Old patriarchal traditions with inflexible family structures do not offer a lot of choices and freedom to modern women. Children or career is the question they must face. After years of education, many women decide to stay childless and pursue a business career instead, a choice that offers them economic independence and personal success.

Governments need to institute programs that offer flexible solutions for contemporary families, where one person may not necessarily be staying at home. One potential solution is balancing the responsibility of childcare. In addition, childcare offered throughout the country and organized by the government, together with financial support, could enhance the development of large families with working parents. The best examples of child-friendly family politics are the governments of The Netherlands, Ireland and especially France.

One of the youngest European populations exists in France. With 779,000 babies born in 2000, it has one of the highest birth rates in the European Union. Compared to 1999 this is an increase of 35,000 babies and represents a positive development for the third year in a row. The average fertility rate in France is 1.85 children per woman.

Having children for a woman does not mean the end of the career in France. Daycare facilities or state-managed nannies are looking after young babies. In addition, the French government offers an all-day schooling system with integrated homework support. In order to stabilize the European population, these successfully tested strategies, in combination with advanced ideas, should be adopted in all countries of the European Union as soon as possible.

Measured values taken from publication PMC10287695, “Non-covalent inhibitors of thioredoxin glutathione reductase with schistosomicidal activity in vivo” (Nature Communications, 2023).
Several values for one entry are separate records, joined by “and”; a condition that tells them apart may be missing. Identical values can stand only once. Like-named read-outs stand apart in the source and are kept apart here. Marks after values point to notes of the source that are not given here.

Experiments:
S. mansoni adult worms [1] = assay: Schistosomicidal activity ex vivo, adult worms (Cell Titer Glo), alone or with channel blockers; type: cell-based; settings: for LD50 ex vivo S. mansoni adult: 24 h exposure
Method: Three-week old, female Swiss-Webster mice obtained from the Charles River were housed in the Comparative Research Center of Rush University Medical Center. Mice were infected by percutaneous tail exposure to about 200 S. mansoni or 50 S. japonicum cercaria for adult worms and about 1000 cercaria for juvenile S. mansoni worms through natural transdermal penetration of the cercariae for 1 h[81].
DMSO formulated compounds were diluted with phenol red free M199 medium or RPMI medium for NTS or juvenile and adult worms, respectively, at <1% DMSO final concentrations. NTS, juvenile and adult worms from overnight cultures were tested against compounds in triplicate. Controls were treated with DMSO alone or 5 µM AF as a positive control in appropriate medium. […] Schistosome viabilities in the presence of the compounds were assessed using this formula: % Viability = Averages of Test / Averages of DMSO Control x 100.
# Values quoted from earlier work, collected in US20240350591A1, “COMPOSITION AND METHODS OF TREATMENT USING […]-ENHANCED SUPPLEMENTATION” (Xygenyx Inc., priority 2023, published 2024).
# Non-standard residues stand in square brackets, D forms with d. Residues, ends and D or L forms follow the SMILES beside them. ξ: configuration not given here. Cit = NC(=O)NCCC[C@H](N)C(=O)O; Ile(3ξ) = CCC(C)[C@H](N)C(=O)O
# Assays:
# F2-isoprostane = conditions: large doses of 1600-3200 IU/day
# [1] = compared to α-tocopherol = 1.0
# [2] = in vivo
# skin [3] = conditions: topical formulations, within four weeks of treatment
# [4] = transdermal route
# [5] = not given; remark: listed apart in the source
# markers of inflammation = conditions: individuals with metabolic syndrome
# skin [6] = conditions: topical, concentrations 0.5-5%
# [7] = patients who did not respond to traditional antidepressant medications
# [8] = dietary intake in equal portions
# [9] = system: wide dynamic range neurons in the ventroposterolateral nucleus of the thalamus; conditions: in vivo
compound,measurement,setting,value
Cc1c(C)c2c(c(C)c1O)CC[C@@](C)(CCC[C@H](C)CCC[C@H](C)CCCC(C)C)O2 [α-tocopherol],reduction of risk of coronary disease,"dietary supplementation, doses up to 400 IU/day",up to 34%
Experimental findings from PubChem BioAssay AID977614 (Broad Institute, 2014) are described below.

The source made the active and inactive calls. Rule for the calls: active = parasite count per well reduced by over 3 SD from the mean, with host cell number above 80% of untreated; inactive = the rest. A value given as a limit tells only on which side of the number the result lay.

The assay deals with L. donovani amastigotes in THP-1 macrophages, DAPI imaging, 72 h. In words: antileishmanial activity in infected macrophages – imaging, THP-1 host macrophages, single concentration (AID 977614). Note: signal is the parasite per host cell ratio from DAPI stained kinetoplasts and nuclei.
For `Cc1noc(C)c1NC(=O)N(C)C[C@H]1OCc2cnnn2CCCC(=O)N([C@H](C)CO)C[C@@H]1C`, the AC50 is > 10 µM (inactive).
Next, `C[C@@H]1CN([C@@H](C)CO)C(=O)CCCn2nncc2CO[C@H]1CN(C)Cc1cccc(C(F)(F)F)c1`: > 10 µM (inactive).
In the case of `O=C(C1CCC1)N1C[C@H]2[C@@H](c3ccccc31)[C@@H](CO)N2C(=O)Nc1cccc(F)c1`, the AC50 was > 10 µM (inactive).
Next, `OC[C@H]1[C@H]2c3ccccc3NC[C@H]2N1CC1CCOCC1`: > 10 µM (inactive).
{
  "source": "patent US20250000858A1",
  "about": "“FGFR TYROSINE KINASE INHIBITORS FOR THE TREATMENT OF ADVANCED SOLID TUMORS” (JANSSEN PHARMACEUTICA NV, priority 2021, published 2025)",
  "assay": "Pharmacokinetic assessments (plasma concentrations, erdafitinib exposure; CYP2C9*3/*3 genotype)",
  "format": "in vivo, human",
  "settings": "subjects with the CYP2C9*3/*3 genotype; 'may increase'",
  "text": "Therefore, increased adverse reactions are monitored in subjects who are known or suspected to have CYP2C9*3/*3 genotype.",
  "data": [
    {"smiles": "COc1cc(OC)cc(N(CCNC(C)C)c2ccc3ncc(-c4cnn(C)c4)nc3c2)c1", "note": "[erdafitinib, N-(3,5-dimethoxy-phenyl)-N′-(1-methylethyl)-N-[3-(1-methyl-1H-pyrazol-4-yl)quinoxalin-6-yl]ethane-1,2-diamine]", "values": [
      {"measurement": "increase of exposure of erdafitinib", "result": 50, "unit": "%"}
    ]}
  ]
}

In the meantime, due to the declining size of the market, competition in the European baby care industry is becoming increasingly fierce.

The long held hopes of replacing declining growth in Western Europe with new market potential in Russia, the nations of the former Soviet Union and Eastern Europe were not realized. Poland, the Czech Republic and Hungary are the only exceptions. To keep sales figures on a stable level in the future, companies are increasing their advertising activities and special offers such as “Two For The Price Of One.” Small, financially weaker companies will face severe problems and may in the end even have to close their doors.

Thus the number of players in the European baby care industry is decreasing because of mergers or takeovers, creating a highly concentrated market. Today the baby diaper industry in Europe is dominated by Procter & Gamble, Cincinnati, OH, Kimberly-Clark, Dallas, TX, SCA, Stockholm, Sweden, Hartmann, Heidenheim, Germany and Ontex, Buggenhout, Belgium.

The demographic dynamic leading to a drop in baby diaper usage creates the urge to look for new target groups in the personal care industry. Baby diapers as the focal point of the industry is a trend that has reached its maximum potential in Western Europe. Further growth can only be generated from other, totally new market segments that must now be developed.


Editor’s Note:
Sabine Martini’s column, Ciao Bambini, will begin appearing in Nonwovens Industry regularly in 2002.